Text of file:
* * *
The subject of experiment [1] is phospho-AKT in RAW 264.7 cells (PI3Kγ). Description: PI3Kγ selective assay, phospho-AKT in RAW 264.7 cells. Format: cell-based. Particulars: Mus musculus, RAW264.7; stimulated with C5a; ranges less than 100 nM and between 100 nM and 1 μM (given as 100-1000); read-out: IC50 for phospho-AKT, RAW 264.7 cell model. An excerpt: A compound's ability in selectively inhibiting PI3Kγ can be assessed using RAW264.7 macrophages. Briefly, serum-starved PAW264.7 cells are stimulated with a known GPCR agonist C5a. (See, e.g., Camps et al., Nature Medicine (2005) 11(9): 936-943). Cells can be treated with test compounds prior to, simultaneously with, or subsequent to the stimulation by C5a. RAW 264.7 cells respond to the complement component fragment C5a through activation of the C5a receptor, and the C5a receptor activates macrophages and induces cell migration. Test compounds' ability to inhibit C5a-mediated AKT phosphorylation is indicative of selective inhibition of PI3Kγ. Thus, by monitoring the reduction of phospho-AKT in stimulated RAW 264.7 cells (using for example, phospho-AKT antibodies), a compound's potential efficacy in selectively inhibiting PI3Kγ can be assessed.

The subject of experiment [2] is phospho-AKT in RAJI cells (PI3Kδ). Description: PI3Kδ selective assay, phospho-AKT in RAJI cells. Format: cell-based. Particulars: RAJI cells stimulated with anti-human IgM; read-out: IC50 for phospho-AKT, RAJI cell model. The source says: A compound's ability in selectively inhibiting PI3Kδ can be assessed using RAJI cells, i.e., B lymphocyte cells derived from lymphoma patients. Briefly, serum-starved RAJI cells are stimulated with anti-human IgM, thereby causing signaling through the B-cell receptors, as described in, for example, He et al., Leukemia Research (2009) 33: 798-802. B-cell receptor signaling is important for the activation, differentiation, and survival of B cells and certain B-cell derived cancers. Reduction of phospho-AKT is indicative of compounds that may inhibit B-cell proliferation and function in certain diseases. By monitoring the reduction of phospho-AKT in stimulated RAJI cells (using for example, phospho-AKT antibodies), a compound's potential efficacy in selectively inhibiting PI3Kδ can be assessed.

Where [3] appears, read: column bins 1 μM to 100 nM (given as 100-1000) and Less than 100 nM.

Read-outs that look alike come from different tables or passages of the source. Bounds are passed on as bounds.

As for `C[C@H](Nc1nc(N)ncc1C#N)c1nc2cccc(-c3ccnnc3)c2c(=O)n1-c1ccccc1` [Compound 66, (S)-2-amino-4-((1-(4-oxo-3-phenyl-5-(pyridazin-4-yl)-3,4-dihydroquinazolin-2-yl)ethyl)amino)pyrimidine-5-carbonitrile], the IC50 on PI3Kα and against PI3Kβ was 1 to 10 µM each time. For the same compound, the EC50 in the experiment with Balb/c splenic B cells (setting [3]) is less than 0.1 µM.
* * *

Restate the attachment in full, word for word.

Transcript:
The subject of experiment [1] is phospho-AKT in RAW 264.7 cells (PI3Kγ). Description: PI3Kγ selective assay, phospho-AKT in RAW 264.7 cells. Format: cell-based. Particulars: Mus musculus, RAW264.7; stimulated with C5a; ranges less than 100 nM and between 100 nM and 1 μM (given as 100-1000); read-out: IC50 for phospho-AKT, RAW 264.7 cell model. An excerpt: A compound's ability in selectively inhibiting PI3Kγ can be assessed using RAW264.7 macrophages. Briefly, serum-starved PAW264.7 cells are stimulated with a known GPCR agonist C5a. (See, e.g., Camps et al., Nature Medicine (2005) 11(9): 936-943). Cells can be treated with test compounds prior to, simultaneously with, or subsequent to the stimulation by C5a. RAW 264.7 cells respond to the complement component fragment C5a through activation of the C5a receptor, and the C5a receptor activates macrophages and induces cell migration. Test compounds' ability to inhibit C5a-mediated AKT phosphorylation is indicative of selective inhibition of PI3Kγ. Thus, by monitoring the reduction of phospho-AKT in stimulated RAW 264.7 cells (using for example, phospho-AKT antibodies), a compound's potential efficacy in selectively inhibiting PI3Kγ can be assessed.

The subject of experiment [2] is phospho-AKT in RAJI cells (PI3Kδ). Description: PI3Kδ selective assay, phospho-AKT in RAJI cells. Format: cell-based. Particulars: RAJI cells stimulated with anti-human IgM; read-out: IC50 for phospho-AKT, RAJI cell model. The source says: A compound's ability in selectively inhibiting PI3Kδ can be assessed using RAJI cells, i.e., B lymphocyte cells derived from lymphoma patients. Briefly, serum-starved RAJI cells are stimulated with anti-human IgM, thereby causing signaling through the B-cell receptors, as described in, for example, He et al., Leukemia Research (2009) 33: 798-802. B-cell receptor signaling is important for the activation, differentiation, and survival of B cells and certain B-cell derived cancers. Reduction of phospho-AKT is indicative of compounds that may inhibit B-cell proliferation and function in certain diseases. By monitoring the reduction of phospho-AKT in stimulated RAJI cells (using for example, phospho-AKT antibodies), a compound's potential efficacy in selectively inhibiting PI3Kδ can be assessed.

Where [3] appears, read: column bins 1 μM to 100 nM (given as 100-1000) and Less than 100 nM.

Read-outs that look alike come from different tables or passages of the source. Bounds are passed on as bounds.

As for `C[C@H](Nc1nc(N)ncc1C#N)c1nc2cccc(-c3ccnnc3)c2c(=O)n1-c1ccccc1` [Compound 66, (S)-2-amino-4-((1-(4-oxo-3-phenyl-5-(pyridazin-4-yl)-3,4-dihydroquinazolin-2-yl)ethyl)amino)pyrimidine-5-carbonitrile], the IC50 on PI3Kα and against PI3Kβ was 1 to 10 µM each time. For the same compound, the EC50 in the experiment with Balb/c splenic B cells (setting [3]) is less than 0.1 µM.